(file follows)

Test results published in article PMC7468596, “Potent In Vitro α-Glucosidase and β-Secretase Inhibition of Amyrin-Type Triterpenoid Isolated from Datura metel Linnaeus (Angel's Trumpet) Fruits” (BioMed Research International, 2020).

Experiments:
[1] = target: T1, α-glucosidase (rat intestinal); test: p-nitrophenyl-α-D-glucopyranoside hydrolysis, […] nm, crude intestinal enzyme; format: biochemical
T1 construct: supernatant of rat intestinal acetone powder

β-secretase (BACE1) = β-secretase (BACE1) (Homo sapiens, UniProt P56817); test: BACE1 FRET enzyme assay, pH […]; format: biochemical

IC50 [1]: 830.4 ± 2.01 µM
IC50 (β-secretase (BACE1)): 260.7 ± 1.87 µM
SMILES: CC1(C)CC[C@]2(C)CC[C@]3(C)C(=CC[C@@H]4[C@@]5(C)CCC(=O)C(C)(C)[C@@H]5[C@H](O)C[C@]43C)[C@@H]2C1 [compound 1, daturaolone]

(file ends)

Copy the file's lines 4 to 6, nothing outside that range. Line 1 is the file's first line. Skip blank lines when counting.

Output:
T1 construct: supernatant of rat intestinal acetone powder

β-secretase (BACE1) = β-secretase (BACE1) (Homo sapiens, UniProt P56817); test: BACE1 FRET enzyme assay, pH […]; format: biochemical

IC50 [1]: 830.4 ± 2.01 µM